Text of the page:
I decided, after eating way too much food in general over the last several months (Stress eating, what is that?) that I was going stop whining about all the weight I’d packed on and since I was feeling like crap in general (I’m full. Oh is that a cookie?), I’d take stock for the new year. 

I was so tired of feeling tired and jittery (sugar shock?) and moody that I’d not necessarily go Primal or Paleo, but more “Natural.” Interestingly, I’ve been mostly Paleo since the first, but I’m not saying “You can’t…” because I know how well that goes over with me. 

I guess having the option makes things easier. Anyway, I developed plantar fasciitis a while back and it made every step over the last year and a half a total drag. So I stopped walking and hiking. 

Miracle of miracles, it cleared up right before our trip to Disney World. Yay!

I’ve been walking again, at least lunch, but it’s a boring jaunt on the sidewalk with cars rushing past that no amount of The Proclaimers can fix. Today was the first day I got a chance to be in the woods.  Walking in places with fresh air and plenty of greens and browns around makes me happy. The hike doesn’t feel like as much work as it would if I were on a dreadmill. 

I took a detour on my hike thinking I’d found a cool new trail, and ended up doing a lot of near-miss-land-on-my-arse mud-skiing. Riiiight. With rain comes mud. 

I took some pictures on the hike on my phone so I’m sharing with you.  Enjoy!  

  
In the spring, summer, and fall months, all I see are rocks and dirt. This was a welcome change.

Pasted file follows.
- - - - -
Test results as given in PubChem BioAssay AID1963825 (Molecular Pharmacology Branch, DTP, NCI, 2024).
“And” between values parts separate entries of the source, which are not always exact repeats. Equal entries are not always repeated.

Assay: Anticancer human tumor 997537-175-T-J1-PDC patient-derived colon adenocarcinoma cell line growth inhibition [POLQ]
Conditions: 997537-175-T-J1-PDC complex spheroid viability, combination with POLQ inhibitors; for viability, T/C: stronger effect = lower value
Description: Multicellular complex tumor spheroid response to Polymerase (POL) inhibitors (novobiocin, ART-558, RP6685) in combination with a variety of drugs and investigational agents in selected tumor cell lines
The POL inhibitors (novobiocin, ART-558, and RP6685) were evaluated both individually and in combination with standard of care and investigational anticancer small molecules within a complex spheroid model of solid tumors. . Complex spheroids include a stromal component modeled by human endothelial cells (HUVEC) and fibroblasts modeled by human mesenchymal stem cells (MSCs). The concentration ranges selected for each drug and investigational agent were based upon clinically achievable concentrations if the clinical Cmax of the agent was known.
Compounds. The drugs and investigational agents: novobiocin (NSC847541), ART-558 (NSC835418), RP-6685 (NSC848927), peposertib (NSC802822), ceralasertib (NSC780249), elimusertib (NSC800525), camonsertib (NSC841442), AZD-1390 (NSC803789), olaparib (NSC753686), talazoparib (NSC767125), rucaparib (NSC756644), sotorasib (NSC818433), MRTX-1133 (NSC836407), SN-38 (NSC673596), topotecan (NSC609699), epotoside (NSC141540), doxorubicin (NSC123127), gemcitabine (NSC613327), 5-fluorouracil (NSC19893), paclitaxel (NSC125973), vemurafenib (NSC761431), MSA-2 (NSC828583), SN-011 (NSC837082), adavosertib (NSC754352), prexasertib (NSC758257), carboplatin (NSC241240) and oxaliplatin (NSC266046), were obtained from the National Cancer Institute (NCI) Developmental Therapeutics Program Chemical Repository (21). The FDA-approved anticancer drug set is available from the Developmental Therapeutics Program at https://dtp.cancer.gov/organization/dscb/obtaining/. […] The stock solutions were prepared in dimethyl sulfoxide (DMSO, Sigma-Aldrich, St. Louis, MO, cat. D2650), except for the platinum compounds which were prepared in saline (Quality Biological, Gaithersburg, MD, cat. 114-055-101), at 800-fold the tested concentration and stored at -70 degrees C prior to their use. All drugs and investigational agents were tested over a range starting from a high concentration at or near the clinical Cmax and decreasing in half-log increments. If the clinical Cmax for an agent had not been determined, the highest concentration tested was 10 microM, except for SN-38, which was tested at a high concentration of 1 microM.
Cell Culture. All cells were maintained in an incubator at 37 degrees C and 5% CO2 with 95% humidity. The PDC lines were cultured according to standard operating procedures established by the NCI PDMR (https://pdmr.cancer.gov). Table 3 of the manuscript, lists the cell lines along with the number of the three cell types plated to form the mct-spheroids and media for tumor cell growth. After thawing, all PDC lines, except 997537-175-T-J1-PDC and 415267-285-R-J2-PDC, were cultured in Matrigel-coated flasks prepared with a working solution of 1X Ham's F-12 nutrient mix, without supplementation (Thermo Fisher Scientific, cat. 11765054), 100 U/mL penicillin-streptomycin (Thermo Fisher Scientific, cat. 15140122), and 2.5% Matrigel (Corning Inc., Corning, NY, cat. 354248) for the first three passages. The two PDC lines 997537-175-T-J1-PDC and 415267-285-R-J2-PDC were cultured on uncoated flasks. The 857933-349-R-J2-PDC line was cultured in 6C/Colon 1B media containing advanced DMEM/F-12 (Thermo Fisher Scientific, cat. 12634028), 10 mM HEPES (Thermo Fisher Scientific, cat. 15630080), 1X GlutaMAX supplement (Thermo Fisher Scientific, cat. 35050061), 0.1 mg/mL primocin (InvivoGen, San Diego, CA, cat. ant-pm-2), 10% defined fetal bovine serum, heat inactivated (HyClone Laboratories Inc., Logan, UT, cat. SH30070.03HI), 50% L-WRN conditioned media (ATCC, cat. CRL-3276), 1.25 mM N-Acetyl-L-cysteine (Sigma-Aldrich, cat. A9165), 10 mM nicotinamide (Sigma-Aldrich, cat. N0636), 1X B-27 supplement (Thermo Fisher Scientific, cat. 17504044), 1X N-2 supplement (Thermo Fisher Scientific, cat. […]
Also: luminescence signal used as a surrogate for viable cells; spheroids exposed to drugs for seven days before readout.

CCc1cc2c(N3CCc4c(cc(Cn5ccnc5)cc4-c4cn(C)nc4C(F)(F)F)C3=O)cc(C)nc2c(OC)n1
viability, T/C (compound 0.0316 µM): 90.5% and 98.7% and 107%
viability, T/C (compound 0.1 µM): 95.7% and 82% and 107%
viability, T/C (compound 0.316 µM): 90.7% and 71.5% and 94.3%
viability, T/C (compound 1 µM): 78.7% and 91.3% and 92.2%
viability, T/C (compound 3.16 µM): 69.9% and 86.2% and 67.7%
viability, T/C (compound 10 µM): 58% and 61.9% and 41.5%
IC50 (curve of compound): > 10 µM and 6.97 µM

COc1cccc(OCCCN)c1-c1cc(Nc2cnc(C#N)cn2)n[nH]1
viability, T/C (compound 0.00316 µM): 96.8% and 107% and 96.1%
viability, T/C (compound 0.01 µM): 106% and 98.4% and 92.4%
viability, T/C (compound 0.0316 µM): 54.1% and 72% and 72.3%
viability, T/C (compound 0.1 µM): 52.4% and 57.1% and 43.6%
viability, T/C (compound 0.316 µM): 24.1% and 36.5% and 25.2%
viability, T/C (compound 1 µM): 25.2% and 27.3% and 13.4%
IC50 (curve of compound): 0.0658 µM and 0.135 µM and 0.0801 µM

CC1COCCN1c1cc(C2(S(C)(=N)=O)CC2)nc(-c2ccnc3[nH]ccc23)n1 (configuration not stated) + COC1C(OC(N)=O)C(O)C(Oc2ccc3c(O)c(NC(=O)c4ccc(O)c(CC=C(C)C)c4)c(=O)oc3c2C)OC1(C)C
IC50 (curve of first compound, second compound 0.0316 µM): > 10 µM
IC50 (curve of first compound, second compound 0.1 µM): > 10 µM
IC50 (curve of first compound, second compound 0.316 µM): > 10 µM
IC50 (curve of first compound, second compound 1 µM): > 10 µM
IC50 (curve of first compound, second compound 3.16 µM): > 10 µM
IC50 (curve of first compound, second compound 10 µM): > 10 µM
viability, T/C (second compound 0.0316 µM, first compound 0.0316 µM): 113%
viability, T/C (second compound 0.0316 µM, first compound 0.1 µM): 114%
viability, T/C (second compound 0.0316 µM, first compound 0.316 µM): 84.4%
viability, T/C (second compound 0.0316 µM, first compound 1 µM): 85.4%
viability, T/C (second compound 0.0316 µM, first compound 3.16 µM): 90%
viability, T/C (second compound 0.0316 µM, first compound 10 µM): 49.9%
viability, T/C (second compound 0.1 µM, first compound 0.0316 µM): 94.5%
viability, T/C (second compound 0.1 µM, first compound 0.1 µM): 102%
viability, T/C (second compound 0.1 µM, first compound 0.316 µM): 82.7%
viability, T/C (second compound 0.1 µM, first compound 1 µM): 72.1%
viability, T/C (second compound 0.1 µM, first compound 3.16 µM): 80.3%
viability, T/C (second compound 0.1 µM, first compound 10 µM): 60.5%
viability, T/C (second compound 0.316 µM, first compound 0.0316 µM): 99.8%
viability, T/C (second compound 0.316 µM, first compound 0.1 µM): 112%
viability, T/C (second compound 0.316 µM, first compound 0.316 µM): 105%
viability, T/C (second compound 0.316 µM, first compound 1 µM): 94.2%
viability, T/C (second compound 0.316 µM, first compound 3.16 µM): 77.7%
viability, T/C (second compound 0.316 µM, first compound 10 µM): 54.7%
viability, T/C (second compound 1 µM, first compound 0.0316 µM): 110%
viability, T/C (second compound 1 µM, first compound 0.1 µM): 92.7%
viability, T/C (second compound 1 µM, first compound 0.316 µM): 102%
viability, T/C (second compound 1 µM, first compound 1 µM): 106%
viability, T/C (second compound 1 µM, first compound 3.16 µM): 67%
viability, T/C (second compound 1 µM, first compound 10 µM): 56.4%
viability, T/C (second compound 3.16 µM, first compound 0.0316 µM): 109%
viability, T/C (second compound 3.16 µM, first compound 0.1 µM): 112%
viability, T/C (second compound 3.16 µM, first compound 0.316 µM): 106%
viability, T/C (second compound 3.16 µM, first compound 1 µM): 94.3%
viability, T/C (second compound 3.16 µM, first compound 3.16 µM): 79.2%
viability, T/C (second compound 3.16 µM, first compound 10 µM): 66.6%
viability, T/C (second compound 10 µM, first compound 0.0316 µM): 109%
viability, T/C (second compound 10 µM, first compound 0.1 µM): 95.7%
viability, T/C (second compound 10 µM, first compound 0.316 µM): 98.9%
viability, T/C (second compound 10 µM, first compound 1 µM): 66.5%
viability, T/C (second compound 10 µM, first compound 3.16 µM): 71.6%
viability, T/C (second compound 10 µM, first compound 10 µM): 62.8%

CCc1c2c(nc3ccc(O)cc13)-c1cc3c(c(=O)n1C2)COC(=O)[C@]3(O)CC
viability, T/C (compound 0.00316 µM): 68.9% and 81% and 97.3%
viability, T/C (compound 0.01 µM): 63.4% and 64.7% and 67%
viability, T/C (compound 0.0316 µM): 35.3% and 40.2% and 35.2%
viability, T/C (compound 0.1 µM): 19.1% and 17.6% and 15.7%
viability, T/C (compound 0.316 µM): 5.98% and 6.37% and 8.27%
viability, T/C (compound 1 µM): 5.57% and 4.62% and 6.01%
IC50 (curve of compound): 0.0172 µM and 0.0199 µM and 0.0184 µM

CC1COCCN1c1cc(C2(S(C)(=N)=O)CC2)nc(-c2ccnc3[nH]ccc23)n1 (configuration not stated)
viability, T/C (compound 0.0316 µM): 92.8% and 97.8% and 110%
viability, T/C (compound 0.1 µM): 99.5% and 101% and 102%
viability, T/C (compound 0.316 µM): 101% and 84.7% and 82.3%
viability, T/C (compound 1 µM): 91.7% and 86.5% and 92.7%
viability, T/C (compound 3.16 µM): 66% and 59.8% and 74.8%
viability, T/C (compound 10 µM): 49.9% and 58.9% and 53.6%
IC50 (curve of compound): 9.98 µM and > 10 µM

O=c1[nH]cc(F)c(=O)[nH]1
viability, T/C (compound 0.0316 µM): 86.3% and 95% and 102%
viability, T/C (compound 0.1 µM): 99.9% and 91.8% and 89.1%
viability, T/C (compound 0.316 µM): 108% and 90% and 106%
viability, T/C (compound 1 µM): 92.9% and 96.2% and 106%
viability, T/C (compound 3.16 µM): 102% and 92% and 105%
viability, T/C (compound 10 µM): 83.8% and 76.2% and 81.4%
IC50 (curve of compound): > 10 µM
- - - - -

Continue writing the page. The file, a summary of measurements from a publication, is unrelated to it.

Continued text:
Why did I take a picture of greenery making its way up the side of a mountain?  Who cares!  It looks cool. You might not be able to see it, but there was plenty of miner’s lettuce, too. 

  
The path before me lies…a bench or a hill coming up around the bend. Believe me, if it hadn’t been spitting rain, that bench would have been my siren’s song. 

  
I just liked the look of this, really. Green in general makes me happy. It reminded me a little of Nahino Park from the 70s in Vancouver. Coquitlam?  Burnaby?  Somewhere around there. It had the most amazing statues carved out of trees. 

  
I’m a sucker for foliage. This spoke to me. It said:

Take a picture. Show your friends. Your classmates will remember what the Argyle reference is.

  
Sometimes you’re just walking along and you see a massive tree with branches twisting all over the place like an octopus.  I felt small in comparison. And a little nervous there might be some Wizard of Oz action about to happen. 

  
Apparently, this leads to frustration. As you’ll see in a minute. Several tricky moments there as I thought I was going to take a mountain to the knee. Or the arse. Or the face. Luckily, just a few chest clutching moments before I was back on the road. 

  
I have a carving my dad did of a face in a piece of wood. It was about the size of my forearm. This log is the size of a few VW Beetles parked back-to-back, but he could totally rock it. 

  
I’m officially now on the other side of the creek. Is life better on this side?  I thought so. Until…